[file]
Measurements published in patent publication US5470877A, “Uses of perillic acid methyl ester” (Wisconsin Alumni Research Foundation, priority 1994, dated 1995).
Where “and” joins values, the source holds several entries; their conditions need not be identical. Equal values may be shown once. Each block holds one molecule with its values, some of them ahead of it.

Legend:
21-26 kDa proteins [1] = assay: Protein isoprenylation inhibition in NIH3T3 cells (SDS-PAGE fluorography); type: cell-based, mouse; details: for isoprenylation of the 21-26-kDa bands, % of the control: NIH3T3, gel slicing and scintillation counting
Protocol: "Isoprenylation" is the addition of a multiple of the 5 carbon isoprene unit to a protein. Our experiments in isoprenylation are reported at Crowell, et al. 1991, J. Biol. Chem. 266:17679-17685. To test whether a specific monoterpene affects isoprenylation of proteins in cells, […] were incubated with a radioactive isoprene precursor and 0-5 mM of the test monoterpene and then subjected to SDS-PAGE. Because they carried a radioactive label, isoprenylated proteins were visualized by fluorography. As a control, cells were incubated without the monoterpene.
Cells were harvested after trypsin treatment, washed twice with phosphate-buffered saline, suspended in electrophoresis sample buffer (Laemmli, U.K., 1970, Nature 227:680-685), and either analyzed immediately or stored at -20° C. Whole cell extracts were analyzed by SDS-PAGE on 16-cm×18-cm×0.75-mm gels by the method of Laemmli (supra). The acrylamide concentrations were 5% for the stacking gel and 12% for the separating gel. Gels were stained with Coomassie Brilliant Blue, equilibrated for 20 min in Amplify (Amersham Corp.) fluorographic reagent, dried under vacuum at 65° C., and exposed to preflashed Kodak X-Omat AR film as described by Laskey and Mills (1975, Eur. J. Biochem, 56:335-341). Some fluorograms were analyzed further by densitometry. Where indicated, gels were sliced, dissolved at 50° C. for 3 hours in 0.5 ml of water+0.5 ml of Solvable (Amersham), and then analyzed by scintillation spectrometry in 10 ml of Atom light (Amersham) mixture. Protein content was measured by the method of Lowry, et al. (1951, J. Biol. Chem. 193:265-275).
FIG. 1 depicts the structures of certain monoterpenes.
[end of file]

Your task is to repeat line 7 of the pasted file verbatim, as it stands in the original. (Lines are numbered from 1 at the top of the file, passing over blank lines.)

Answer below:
FIG. 1 depicts the structures of certain monoterpenes.